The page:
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a desolate land, ruled by riffs - 87%

skoggangr, May 27th, 2011

Since these guys are pretty new I suppose I should place more emphasis than usual on describing their sound. Lago is straight up death metal, without a doubt. Their most obvious influence is Morbid Angel, but they aren't the usual clone band; they've absorbed and reinterpreted the sound, doing what M.A. does (or, sadly, did) rather than copying their style. It's a response, not an homage. The influence is evident in their sinuous riffs, their marriage of consonance and dissonance, and their crisp, tastefully technical approach to playing. These songs are a lot simpler and more driving than M.A. songs, though...it's like they really dig Blessed Are The Sick but made sure to avoid creating anything that resembled it superficially. Lago pull off some pretty satisfying chugging (check out the beginning of "Center of a Wounded Nation"), and the songs have that continuous grind that M.A. seemed to deliberately avoid on their most interesting material. Overall, the feel is austere and martial.

There are definitely "outside influences" at play here, but they are organically related to the death metal and work at the service of the songs. In fact, this stuff goes a long way to setting Lago apart from any existing death metal clique. First, there are some straight up blasting/tremolo sections that have much more to do with Mayhem or Axis of Advance than clean, technical death metal. These have the coolest melodies on the album, and they are cunningly deployed. Lago drop them in past the halfway point in songs like "Marianas" and "Youma," once you think you've already heard all the cool riffs, and you're just like "OH SHIT! Here we go!" They really stand out from the other riffs, which are anchored in palm-mutes, and they sound great played on the low end with thick production. Second, Lago incorporate nice chords and arpeggios that remind me more of Neurosis or Isis than anything. They pop in places like 2:42 of "Arbitrary Conflict" and 1:59 of "Center of a Wounded Nation." It's cool to hear some harmonies hanging over over the bleak landscape of towering riffs.

These outside strains of sound get excluded by default from Real Death Metal, but there really isn't any reason why they don't fit. The whole point is that they are mere stylistic gestures, they don't have any intrinsic musical meaning. It's one thing to confuse them with the essence of a genre or to force them together in a pathetic attempt to "be original," but another thing to use them wisely within appropriate contexts.

The even more abstract point I want to make is that Lago have really nailed the inner logic that guides Blessed Are The Sick--they've digested an influence in the most meaningful way possible. THIS, more than anything else, is why I keep harping on the comparison. Like M.A., Lago makes architectonic music. Its power lies not so much in its kinetic drive (though Lago does have this) as in its awe-imposing structure. It's the difference between the power of a charging cataphract and the power of a Roman temple. It's the difference between the horizontal and the vertical.

Maybe you already know what I mean, but I think this is worth exploring a bit more. Lago's riffs are written and arranged so that each stands forth in its distinctness. They're set off from one another. Even when they are not the most original patterns, they're phrased in a way that makes them compelling and memorable. The best example I can think of is the main riff of "Wounded Nation," which drops at 00:37. You hear it at first and you're like, "oh it's one of those riffs," but it has a structural clarity that makes it stay with you. It's simple, even standard, but it could never be mistaken for any other riff. And then, these riffs--which are in themselves powerful sonic forms--come together in a really cool overall structure that only brings this out. Lago have translated the fiercely abstract language of M.A. into a much more physical music, without losing the feeling that you are listening to a musical edifice.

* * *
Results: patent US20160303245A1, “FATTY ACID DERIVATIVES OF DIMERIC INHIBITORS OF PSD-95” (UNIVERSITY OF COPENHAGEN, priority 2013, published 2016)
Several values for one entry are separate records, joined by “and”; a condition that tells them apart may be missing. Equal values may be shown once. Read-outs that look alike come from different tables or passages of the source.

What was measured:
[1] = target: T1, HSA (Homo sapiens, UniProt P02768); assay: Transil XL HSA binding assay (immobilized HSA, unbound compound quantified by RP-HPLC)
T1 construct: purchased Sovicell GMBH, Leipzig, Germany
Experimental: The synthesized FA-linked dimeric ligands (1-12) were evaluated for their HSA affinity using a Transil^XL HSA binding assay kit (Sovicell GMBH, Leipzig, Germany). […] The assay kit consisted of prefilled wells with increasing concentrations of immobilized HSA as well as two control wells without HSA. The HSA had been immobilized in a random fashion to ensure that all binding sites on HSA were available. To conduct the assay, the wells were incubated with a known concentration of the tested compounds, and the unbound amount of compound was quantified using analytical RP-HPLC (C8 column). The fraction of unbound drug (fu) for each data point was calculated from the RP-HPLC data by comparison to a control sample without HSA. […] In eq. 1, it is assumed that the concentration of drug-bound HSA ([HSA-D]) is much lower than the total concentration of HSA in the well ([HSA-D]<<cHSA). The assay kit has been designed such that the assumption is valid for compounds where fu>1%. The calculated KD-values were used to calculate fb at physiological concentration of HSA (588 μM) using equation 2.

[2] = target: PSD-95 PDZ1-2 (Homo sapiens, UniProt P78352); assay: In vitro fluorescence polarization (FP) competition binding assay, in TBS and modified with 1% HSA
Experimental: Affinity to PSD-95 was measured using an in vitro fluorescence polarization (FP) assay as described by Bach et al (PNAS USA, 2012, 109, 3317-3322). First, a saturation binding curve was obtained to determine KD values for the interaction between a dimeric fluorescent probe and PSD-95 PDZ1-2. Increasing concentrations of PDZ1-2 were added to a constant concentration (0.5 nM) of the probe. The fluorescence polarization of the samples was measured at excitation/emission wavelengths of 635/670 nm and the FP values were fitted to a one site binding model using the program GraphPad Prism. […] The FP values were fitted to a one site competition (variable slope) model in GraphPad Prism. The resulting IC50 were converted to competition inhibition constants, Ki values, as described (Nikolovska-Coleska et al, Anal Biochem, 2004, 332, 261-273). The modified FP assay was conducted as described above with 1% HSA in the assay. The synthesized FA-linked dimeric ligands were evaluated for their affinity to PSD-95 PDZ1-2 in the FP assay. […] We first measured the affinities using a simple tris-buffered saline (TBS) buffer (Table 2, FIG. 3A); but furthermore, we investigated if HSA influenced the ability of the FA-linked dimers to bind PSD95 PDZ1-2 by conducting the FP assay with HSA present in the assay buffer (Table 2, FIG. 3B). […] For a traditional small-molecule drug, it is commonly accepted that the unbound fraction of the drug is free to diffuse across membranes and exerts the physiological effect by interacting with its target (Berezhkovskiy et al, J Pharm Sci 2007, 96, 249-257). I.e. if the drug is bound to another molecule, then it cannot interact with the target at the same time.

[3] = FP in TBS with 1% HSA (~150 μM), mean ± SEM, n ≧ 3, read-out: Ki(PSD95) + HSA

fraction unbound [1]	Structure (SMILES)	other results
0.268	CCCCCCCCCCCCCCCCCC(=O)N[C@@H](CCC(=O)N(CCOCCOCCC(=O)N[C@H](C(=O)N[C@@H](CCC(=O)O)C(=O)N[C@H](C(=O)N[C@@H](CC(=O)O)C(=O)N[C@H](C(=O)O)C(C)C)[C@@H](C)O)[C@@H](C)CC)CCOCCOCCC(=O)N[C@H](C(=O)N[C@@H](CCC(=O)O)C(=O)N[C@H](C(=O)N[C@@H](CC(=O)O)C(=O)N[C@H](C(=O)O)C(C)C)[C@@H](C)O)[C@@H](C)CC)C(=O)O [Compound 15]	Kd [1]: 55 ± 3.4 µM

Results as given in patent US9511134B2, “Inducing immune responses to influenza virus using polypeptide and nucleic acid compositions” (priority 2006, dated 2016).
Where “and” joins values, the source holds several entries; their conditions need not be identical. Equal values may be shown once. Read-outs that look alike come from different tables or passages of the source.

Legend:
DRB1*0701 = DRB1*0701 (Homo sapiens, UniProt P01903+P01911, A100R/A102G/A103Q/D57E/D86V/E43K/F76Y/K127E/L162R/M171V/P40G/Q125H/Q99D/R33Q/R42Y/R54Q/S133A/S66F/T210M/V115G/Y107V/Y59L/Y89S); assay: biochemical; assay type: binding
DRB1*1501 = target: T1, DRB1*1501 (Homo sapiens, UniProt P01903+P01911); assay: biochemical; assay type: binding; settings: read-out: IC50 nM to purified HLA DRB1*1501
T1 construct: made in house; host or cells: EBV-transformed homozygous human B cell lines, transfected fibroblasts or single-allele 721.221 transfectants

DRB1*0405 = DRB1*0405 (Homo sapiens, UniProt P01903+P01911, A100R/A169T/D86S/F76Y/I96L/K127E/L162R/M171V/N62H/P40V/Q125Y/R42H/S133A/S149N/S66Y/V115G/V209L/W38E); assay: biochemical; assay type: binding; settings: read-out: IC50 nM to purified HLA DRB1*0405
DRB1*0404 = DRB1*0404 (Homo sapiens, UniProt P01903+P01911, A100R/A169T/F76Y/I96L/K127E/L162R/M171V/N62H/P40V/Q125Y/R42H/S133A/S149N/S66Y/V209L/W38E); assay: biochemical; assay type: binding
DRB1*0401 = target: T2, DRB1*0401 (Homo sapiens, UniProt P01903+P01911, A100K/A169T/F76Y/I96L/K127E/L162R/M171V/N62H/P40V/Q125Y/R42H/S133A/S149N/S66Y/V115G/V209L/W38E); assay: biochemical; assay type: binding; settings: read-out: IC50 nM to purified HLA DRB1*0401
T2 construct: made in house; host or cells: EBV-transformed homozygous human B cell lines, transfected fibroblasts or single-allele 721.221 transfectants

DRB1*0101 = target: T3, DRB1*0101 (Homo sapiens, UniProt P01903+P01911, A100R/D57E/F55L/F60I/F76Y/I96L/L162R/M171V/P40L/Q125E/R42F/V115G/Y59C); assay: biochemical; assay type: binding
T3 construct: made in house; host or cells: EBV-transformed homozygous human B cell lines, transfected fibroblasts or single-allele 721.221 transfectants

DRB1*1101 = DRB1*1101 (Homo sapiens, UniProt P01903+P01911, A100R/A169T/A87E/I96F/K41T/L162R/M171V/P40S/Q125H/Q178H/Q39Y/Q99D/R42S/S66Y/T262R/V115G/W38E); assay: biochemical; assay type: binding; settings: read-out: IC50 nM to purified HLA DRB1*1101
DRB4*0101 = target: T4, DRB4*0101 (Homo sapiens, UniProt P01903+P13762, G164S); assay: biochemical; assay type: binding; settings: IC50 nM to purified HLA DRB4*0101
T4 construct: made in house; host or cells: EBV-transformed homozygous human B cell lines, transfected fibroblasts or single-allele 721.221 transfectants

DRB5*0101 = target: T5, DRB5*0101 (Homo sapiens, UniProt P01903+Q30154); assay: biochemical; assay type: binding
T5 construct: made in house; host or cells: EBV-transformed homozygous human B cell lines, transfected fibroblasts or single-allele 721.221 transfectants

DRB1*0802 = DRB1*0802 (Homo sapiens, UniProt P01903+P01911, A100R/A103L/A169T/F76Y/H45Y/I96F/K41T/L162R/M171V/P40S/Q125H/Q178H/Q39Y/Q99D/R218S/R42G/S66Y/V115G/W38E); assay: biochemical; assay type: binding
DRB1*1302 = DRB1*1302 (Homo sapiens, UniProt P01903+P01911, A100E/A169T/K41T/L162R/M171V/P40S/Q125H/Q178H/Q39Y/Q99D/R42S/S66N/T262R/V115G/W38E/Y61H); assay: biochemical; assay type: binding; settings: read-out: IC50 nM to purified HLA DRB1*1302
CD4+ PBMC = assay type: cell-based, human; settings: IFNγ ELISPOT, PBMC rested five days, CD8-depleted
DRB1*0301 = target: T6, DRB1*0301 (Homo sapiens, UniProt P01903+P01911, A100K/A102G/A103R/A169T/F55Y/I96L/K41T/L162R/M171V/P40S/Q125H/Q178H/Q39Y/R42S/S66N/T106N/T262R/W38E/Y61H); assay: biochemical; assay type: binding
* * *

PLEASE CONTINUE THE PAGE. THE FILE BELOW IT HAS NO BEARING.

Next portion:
Aaaanyway, foray into aesthetic philosophy aside, I gotta make some constructive criticism. First, the black metal backing vocals are lame and kind of awkward. There's something a little off. They're either too "depressive black metal" or too deathcore, but I don't know either genre well enough to know which. This is definitely a delivery problem, but the production doesn't help...they jump out and distract from the other shit going on. The patterns could use some work too. Either polish these up or leave 'em out. Second, I think Lago could use a different production. The very clean, polished sound is clearly a nod to their tech-death heroes, but in music that is more about repetitive, colossal riffs, I say go for the guttural. Keep the low end beefy, but boost the buzz and grind. Let it take up more space. Basically, give this a war metal production treatment.

So, Marianas is massive, and you should check it out. It was released by Pale Horse Recordings, who are a dope underground label, and they did a nice job with the packaging. The red text is so dark you have to struggle to make it out against the black. I never thought a reading experience could be "metal as fuck," but there you go. This is a great debut E.P. by a band carving out their own niche. Should appeal to fans of classic death metal disappointed with the "retro" trend, open-minded war metal guys, and even crust punks and sludge guys looking for something riffier. Posers and nerds should look elsewhere.

(Slightly adapted from my original review at www.trialbyordeal666.com)